NEW YORK CITY — A large section of Manhattan was in the dark Monday night after Hurricane Sandy flooded ConEdison substations and left roughly 670,000 customers in New York City and Westchester without power.
More than 250,000 customers lost power in Manhattan — in addition to another 400,000 in the outer boroughs and in Westchester — after flooding and an explosion at an East Side substation caused major outages from East 39th Street down to the tip of Lower Manhattan, the utility said.
The explosion alone knocked out power to roughly 230,000 residents, Con Edison officials said.
Officials said it is not yet clear how long it will take to repair that facility, located at East 14th Street and the FDR Drive, but they hope to have it up and running by the end of the week or sooner.
"We are in a bit of unchartered territory here," said John Miksad, a senior vice president at Con Edison, who added that officials will have to wait until the water recedes to assess the damage.
"What we didn't anticipate was flooding to continue to rise even after the forecasted 10-12 foot tides."
Another substation was also flooded in Staten Island, blowing power there, ConEd officials said, and the Battery experienced 14-foot tides that inundated facilities, causing damage.
At NYU Langone Hospital on First Avenue, officials reported a back-up generator had failed after the power went out. Patients were being evacuated, Bloomberg said.
ConEd also shut down power to nearly 35,000 customers across Lower Manhattan and Brooklyn, including the New York Stock Exchange — in a preemptive move that could leave much of the city's financial center dark for days.
ConEd said the shutdown — which plunged many customers that previously had power into the dark — would help prevent devastating damage to electrical equipment, which is often housed in building basements, and is much more vulnerable if power is on.
"We're doing that to reduce the likelihood of damage to both our equipment and our customers' equipment," said ConEd Chair Kevin Burke to reporters at a press conference Monday evening at the City's Office of Emergency Management.
The shut-off included three sets of power networks. In Manhattan, one that spans the southeast tip of Lower Manhattan, all the way from Frankfort Street in the north to South Street in the south, and east of Williams Street to the river north of Wall Street; the other spanning east of Broadway to the river, and south of Wall Street to the edge of Manhattan.
In Brooklyn the area is bounded by Shell Road, Gravesend Neck Road and East 15th to East 16th Street on the north, Coney Island Creek to the west, Sheepshead Bay to the east, and the Atlantic to the south. The networks served a combined 34,700 customers, ConEd officials said.
Brooklyn's neighborhoods would see all traffic lights and street lamps could go dark as the worst of the storm rolls in, ConEd said.
The Manhattan range includes numerous high-profile buildings, including the Federal Reserve Bank and New York Stock Exchange.
ConEd officials said it could take "three, four days" to restore power to those networks that were shut down as part of the preventive measure.
ConEd was also considering shuttering power to another 20 large, high-voltage "installations" mainly around Manhattan, that could impact 7,900 customers in more high-density locations, such as the Kips Bay Towers, if flooding is severe, Burke said.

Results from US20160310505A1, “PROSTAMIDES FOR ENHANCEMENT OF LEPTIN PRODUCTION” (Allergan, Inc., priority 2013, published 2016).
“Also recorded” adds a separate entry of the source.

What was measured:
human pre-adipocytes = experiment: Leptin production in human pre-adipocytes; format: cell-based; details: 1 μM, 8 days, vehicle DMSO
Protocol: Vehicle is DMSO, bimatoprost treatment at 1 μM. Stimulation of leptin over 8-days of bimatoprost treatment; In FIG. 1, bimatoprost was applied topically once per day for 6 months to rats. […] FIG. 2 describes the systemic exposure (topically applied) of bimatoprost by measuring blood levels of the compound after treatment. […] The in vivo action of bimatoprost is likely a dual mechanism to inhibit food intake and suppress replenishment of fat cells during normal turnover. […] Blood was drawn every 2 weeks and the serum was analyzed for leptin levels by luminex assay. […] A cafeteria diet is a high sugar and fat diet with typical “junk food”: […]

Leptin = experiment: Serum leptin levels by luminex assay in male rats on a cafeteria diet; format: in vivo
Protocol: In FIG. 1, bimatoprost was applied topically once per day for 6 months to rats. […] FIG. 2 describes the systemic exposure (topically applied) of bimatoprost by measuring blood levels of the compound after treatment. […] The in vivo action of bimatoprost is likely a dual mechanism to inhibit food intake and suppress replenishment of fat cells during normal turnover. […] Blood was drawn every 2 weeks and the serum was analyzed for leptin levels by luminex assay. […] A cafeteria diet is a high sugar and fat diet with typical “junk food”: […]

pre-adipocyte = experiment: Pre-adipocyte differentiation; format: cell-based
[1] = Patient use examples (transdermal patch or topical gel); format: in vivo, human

ConEd is also monitoring other vulnerable sections of Flushing and Jamaica for potential shutdowns, and officials were placing calls to thousands of customers in Manhattan south of 36th Street as well as flood-prone areas of Brooklyn, Queens, and the Bronx, warning them the company may have to shut off power if the surge rises as high as forecasters think.
While shutdowns will be likely if the storm reaches the upper heights of the projected 10- to-12- foot storm surge, staff are planning to wait until seawater begins to actually infiltrate the system to make the final call about turning off power, which can happen remotely almost immediately, officials said.
But officials refused to say how long a possible outage could last — only saying that it could take “days" to restore the system if it floods. If equipment is flooded, crews would have to wait for the tides to recede to get back in and pump out equipment, which would then need to be dried, cleaned and repaired before power could be restored.
Repairing damage from downed overhead lines is expected to take about a week.
ConEd has also shut down steam service to 15 miles of power mains serving 140 buildings in areas of Manhattan prone to flooding, including Stuyvesant Town in the East Village, and outages could expand all the way up to 14th Street. If hot steam pipes — which are often used to heat water — are inundated with cool flood water, they can explode, officials said.
Scattered gas outages have also been reported in Throgs Neck in the Bronx and Governors Island.
In addition to its usual field crews, which are working around the clock, the company has hired an extra 700 contractors to assist with repairs.
Officials are advising residents to steer clear of any downed power wires and immediately report them to ConEd.
If your power goes out, turn off all lights and appliances to prevent a circuit overload when power is restored, they advise.
In the meantime, check to make sure you have working flashlights, radios and extra batteries, collect extra water in pots and the bathtub, turn your fridge and freezer down as low as they will go, and avoid opening your freezer to keep food colder longer.